The point is if you do away with the complete legal institution of marriage, as you said, the companies get to decide what they can do. Therefore, you’ll end up with probably all but a very slim few companies no longer giving married families the benefits they can use. That’s just one more step down the Liberal road to destroying the family.

                • http://www.theancient.us The Ancient

                  That is the statist view, that with out government intervention the “evil companies” will destory everything we believe in.

                  The fact is the companies will reflect what their CUSTOMERS demand, if that demand is less cost no family coverage then that will be what they offer, if their customers DEMAND family coverage then that is what they will offer.

                  Let the MARKET not government choose what products are sold

                • Anonymous

                  Actually Ortho, I agree with Ancient, only in a very tangential way, that government should get the heck out of marriage issues. But this could only work in another age, another worldview, another more simpler time where society held to pretty much common values. Sadly, that is no longer true. The breakdown is nearing completion, and the libertarian view, thrown in with the cultural marxism of left-wing ideology is adding to the breakdown.

                  But extreme libertarians have made it an article of their faith that all issues, whether moral, or amoral, (gay marriage or drug pushing) fall into the common libertarian bin of mutual contracts. And they can be very very vicious in defending their views to the exclusion of all dissenting views.

                • orthodoxyordeath

                  I agree with him even, if we talk in the sense you mention. But we don’t, and we must do everything we can to preserve traditional marriages and families.

                • orthodoxyordeath

                  I agree with him even, if we talk in the sense you mention. But we don’t, and we must do everything we can to preserve traditional marriages and families.

                • Anonymous

                  Does doing away with tax breaks contradict your view that tax is just legalized theft by the government. If you believe that taxes are legalized theft, then you are advocating for a tax penalty against families based on some prejudicial animus toward marriage. Is that not true? I am sure if you think through some of your ideas more carefully, you may see some inconsistencies.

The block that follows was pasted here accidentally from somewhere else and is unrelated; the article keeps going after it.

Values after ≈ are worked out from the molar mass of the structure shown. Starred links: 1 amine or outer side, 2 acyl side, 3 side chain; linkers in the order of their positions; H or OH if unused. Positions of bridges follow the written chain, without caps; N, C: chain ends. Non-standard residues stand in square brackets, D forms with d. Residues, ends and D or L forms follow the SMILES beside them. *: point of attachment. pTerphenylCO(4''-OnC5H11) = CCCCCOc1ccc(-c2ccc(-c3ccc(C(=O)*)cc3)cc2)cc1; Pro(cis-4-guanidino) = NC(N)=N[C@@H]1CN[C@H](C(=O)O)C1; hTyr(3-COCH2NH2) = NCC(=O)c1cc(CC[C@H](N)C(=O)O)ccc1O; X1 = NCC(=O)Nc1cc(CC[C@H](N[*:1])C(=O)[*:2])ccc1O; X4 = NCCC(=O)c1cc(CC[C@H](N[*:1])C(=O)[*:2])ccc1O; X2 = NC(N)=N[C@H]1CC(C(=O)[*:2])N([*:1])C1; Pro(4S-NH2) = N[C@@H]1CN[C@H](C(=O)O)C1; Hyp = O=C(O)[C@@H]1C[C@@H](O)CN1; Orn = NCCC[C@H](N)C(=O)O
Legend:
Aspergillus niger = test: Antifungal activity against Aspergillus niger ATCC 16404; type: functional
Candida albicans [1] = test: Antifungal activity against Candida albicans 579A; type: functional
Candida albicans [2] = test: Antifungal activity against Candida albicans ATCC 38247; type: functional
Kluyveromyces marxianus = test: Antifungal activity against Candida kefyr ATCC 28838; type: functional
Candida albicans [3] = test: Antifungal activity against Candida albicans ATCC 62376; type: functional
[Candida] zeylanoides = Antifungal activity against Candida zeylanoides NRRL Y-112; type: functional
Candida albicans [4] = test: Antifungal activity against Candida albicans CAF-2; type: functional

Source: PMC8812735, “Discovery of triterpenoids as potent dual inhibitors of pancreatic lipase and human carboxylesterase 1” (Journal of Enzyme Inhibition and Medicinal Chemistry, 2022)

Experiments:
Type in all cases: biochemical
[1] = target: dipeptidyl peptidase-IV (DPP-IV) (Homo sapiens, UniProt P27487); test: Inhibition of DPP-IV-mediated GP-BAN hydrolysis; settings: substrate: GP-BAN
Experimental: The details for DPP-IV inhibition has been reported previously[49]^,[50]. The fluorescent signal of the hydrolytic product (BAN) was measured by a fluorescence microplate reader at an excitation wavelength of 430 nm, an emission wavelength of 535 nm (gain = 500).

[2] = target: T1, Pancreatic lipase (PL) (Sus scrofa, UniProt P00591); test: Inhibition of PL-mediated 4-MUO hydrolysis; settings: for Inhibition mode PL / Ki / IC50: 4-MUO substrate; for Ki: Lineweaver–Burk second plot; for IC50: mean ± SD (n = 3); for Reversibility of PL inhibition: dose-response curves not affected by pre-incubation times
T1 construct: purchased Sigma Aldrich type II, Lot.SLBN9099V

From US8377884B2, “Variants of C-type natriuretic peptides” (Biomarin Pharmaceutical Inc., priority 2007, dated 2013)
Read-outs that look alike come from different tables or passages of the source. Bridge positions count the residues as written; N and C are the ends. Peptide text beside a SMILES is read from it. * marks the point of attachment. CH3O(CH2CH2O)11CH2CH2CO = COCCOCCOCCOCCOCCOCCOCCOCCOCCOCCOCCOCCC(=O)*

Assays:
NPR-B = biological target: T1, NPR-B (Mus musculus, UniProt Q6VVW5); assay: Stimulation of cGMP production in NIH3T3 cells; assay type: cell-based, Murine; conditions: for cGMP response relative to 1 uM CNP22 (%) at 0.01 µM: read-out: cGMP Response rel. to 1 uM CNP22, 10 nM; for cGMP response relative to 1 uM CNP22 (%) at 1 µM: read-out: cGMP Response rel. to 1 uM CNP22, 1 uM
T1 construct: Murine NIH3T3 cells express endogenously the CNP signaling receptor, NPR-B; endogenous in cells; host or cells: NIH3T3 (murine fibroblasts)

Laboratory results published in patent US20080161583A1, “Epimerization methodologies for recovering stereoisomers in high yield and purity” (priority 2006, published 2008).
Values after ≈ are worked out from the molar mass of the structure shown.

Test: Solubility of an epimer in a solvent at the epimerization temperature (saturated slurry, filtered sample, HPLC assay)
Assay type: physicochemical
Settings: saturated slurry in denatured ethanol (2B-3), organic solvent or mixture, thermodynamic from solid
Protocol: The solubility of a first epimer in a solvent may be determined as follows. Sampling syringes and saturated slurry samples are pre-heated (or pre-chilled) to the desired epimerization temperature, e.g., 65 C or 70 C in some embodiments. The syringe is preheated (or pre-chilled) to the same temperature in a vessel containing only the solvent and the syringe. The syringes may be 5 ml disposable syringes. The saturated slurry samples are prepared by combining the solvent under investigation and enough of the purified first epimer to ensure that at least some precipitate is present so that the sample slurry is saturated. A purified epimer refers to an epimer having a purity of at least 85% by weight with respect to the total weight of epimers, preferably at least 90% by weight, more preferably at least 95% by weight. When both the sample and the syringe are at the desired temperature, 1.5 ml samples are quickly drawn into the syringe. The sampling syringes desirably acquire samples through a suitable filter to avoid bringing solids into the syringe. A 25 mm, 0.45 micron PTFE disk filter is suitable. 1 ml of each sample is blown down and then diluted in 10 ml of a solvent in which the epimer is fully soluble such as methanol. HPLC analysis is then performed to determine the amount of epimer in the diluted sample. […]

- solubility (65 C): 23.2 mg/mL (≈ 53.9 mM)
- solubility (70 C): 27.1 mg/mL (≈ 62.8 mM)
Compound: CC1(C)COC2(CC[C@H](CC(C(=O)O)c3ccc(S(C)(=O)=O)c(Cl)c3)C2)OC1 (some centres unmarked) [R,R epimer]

• Anonymous

                  Does doing away with tax breaks contradict your view that tax is just legalized theft by the government. If you believe that taxes are legalized theft, then you are advocating for a tax penalty against families based on some prejudicial animus toward marriage. Is that not true? I am sure if you think through some of your ideas more carefully, you may see some inconsistencies.

                • http://www.theancient.us The Ancient

                  First off even if I had a dream goal of no taxation, which will never happen, it would not be a contradiction to end the tax break a married couple gets over a single person, Income is income and the rate by which you are taxed should not have any relation to your relationship status.

                  I also advocate for the Flat and/or Fair tax, that does not mean I think Taxation is not theft it merely means that I understand that it is impossible to get rid of federal taxation thus I am pushing for the most libertarian form of taxation that I can get.